“I like to respond with uncomfortable answers. Like when people ask me if I know how children are made, I say yes, and my husbands pull out game is weak as fuck. Or, you know there’s some stuff you just don’t come back from, you’ve had 4 babies that must be a mess. Well, I do my kegels regularly to keep my vagina tight and springy but now that you mention it, one of the labias does hang kinda funny, would you like to see?”

“On the rare occasion someone asks me if I’m going to have another, I just look at them disapprovingly and say, ‘Why would I have more kids when there are so many kids to adopt who need good homes?'”

We all have a mental image of the “right” family.  I mean, when I was a kid, daydreaming about the day I’d finally marry Joey McIntyre, I totally imagined having one boy, and then one girl, and a Golden Retriever named Sam who loved to play with our Tuxedo cat, Oliver.  Once in a while when I see a family that resembles that (minus the Joey McIntyre, of course), I do get a little pang of jealousy.  And I admit, every now and then, the thought of having X number of kids makes my ovaries cringe a bit. But I’ve learned that everyone has their own ideal and it’s just not my place to ask why it doesn’t resemble mine.

So, the next time you want to sigh when your sister-in-law sheepishly announces her fourth pregnancy, or you wonder why your neighbor isn’t “trying” for a boy when she already has two girls, or your coworker doesn’t seem in a major hurry to have any children despite the fact that she’s married, and a homeowner, and getting a little long in the tooth, remember… it’s none of your business and your casual critique might be super hurtful and intrusive.

Have you ever felt judged for your family size?  How do you respond to the critiques?

 

17 thoughts on “Size matters!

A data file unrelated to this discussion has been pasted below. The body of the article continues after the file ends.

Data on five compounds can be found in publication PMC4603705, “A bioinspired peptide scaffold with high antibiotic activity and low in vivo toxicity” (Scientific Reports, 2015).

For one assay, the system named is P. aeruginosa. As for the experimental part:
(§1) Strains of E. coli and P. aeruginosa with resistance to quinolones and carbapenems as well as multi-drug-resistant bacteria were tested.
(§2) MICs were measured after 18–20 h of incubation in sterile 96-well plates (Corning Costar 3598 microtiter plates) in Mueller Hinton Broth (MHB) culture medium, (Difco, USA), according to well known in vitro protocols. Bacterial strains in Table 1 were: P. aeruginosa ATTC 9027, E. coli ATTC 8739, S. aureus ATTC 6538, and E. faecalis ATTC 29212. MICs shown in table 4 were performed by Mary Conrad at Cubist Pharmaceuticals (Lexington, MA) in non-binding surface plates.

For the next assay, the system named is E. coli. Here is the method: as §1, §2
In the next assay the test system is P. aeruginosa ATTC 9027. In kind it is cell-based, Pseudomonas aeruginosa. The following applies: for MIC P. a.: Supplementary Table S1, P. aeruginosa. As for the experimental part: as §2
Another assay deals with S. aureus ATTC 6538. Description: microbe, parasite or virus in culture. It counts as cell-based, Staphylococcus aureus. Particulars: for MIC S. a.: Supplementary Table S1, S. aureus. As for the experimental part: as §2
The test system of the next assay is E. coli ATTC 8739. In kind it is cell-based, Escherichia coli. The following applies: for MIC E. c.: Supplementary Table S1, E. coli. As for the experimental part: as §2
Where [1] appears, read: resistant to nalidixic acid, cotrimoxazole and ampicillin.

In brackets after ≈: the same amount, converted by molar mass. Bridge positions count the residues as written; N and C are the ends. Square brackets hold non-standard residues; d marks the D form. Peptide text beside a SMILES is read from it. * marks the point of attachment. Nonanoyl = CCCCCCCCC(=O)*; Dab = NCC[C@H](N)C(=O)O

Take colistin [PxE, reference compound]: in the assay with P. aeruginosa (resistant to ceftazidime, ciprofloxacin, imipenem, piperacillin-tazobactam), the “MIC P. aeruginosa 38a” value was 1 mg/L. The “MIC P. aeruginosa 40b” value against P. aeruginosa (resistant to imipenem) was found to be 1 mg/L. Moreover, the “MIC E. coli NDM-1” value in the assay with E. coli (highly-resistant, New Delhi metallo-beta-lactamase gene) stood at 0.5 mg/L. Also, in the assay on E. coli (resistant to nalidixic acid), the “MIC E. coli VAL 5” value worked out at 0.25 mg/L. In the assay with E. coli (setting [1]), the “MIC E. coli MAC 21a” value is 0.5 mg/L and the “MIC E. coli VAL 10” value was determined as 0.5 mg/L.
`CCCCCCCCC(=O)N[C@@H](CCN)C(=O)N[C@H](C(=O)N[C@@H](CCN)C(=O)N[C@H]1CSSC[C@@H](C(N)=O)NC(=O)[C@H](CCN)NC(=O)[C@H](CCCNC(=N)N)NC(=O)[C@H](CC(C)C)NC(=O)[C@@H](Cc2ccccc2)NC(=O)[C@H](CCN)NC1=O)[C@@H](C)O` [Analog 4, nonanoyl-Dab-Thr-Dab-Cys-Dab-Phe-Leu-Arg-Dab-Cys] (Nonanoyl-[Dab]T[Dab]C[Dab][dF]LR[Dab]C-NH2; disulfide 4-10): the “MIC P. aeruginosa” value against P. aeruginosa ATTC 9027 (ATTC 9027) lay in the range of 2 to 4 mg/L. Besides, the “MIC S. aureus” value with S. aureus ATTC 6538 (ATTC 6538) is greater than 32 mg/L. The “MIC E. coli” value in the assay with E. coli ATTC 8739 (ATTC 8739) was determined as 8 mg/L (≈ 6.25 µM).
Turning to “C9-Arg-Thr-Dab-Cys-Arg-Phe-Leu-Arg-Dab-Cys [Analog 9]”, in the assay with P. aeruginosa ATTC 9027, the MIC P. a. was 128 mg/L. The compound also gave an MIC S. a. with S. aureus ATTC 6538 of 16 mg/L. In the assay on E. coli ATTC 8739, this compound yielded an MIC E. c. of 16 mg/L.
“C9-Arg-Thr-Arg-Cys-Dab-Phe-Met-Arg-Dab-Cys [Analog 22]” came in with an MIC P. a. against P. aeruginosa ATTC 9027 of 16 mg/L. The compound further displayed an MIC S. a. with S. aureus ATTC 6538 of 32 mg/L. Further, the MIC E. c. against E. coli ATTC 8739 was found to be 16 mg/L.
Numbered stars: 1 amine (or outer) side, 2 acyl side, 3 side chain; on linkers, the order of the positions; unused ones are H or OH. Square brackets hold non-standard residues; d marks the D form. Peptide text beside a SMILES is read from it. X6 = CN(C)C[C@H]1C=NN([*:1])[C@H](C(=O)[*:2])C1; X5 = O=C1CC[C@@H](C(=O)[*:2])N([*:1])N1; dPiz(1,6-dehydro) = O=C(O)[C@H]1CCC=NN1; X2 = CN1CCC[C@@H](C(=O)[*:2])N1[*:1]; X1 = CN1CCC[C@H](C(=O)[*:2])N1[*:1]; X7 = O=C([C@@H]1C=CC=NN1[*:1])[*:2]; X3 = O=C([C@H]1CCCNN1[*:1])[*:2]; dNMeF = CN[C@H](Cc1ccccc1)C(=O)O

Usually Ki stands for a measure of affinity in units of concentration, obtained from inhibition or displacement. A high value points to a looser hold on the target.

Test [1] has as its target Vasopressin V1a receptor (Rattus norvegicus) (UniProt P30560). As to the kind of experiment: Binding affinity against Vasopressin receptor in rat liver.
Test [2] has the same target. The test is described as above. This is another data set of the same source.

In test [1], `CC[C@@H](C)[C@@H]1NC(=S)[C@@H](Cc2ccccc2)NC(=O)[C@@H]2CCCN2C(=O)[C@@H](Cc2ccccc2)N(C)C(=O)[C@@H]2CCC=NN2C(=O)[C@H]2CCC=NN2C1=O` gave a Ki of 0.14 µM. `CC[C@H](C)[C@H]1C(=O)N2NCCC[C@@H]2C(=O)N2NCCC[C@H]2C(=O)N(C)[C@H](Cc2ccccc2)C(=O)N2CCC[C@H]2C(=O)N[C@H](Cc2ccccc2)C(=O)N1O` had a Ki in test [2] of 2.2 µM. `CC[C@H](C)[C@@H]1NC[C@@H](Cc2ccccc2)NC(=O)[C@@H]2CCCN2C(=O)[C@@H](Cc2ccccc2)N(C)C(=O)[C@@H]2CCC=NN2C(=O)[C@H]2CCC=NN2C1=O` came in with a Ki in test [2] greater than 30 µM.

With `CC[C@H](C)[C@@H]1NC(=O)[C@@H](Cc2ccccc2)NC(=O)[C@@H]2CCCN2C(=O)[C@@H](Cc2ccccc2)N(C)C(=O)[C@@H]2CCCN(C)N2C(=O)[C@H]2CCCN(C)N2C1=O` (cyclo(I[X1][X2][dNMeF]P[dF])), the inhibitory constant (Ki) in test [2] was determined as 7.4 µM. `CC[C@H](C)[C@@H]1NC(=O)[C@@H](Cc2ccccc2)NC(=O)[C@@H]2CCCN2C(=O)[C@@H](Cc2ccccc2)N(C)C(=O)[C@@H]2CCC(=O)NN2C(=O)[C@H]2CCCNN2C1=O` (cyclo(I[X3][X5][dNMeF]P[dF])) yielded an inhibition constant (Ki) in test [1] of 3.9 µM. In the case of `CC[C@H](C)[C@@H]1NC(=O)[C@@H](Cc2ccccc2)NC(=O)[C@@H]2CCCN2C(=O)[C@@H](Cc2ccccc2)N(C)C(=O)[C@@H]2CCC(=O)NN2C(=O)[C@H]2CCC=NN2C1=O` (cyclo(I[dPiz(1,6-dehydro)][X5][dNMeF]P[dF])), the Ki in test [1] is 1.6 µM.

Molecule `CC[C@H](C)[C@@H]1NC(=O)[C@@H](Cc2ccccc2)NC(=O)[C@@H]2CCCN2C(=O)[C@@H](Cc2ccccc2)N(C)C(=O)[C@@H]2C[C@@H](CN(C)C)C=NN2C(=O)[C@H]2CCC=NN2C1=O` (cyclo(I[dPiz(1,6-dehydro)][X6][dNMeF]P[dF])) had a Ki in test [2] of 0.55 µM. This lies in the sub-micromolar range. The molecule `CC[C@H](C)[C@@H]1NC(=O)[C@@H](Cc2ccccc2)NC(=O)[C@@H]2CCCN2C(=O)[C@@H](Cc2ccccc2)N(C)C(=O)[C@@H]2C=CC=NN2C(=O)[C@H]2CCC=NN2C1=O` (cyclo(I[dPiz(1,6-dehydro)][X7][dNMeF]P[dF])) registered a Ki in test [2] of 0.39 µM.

1. I have one and we done! I get judged all the time. From “she will resent you when she’s older” to “she will be a selfish spoilt brat” to “children need siblings to learn social skills” to “it’s terribly selfish to only have one child”. Absolute strangers look at me in horror when I say I only have one child by choice.

  2. I have 3 girls. The youngest is 4 months old. You will not believe the amount of comments we receive from strangers about how we need to try for a boy. One time, I had an old man wearing suspenders give me “lessons” on how to try for a boy. Loudly. In a restaurant. While I thank you for your input, random stranger, I do not believe that “doing it” with, or without, your shoes on will ensure a boy or a girl. Regardless, we are happy with our 3 girls, and are quite done having children. It was hard not to laugh at the time. I’m sure people have good intentions, so it doesn’t bother me THAT much. But I can occasionally become irritated by it.

  3. When somebody asks me, “don’t you have enough?” (#6 just turned 1), I like to agree and offer one up right away. This usually gets the response of, “you wanted them, now you have to take care of them!” Damnit. I really figured they would hold their resale value, but I had no idea the wear and tear they would suffer in such a short time.

  4. I can deal with the comments that are just said to me but when someone is thoughtless enough to make their stupid comments in front of my kids, the I get pretty pissed.

    My seventh was five months old and we were at a 50th anniversary reception for my parents. All of my kids were around me and a cousin I didn’t often see “jokingly” (I presume since he was laughing as he spoke) says, “You know, they’ve come up with ways to prevent that.” I don’t know how I was able to reply so quickly but I just blurted out, “Oh really? Which ones should I have prevented?”

    I was particularly sensitive at that time because my 5 month old was born with Down syndrome and I was never sure inside if he was “joking” about the number of children in general or my newborn son in particular. Either way, it fell under “Thoughtless Shit You Don’t Say.”